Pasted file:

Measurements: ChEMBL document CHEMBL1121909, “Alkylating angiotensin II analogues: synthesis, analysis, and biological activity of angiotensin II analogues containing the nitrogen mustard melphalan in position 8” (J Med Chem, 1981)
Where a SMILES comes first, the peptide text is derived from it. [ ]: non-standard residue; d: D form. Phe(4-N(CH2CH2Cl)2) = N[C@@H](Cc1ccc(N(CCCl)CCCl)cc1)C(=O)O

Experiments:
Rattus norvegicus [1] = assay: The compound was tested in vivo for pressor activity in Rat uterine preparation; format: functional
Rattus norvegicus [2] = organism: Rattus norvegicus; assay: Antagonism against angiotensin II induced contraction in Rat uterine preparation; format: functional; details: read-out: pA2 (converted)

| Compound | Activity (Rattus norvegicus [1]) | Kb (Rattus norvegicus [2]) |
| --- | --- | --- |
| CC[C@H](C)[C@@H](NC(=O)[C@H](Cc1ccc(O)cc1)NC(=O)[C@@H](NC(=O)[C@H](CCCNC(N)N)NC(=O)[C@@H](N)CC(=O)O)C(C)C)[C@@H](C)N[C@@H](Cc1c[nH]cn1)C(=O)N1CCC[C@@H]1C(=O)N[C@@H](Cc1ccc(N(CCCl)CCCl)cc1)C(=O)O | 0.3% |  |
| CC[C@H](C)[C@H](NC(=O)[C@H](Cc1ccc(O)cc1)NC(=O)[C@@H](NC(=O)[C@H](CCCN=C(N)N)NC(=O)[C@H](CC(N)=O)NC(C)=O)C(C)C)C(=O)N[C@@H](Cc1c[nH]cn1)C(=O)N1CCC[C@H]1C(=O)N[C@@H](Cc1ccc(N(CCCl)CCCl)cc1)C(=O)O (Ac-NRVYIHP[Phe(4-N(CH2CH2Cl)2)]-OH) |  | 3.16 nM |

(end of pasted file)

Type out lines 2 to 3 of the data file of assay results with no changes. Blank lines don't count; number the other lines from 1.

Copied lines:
Where a SMILES comes first, the peptide text is derived from it. [ ]: non-standard residue; d: D form. Phe(4-N(CH2CH2Cl)2) = N[C@@H](Cc1ccc(N(CCCl)CCCl)cc1)C(=O)O

Experiments: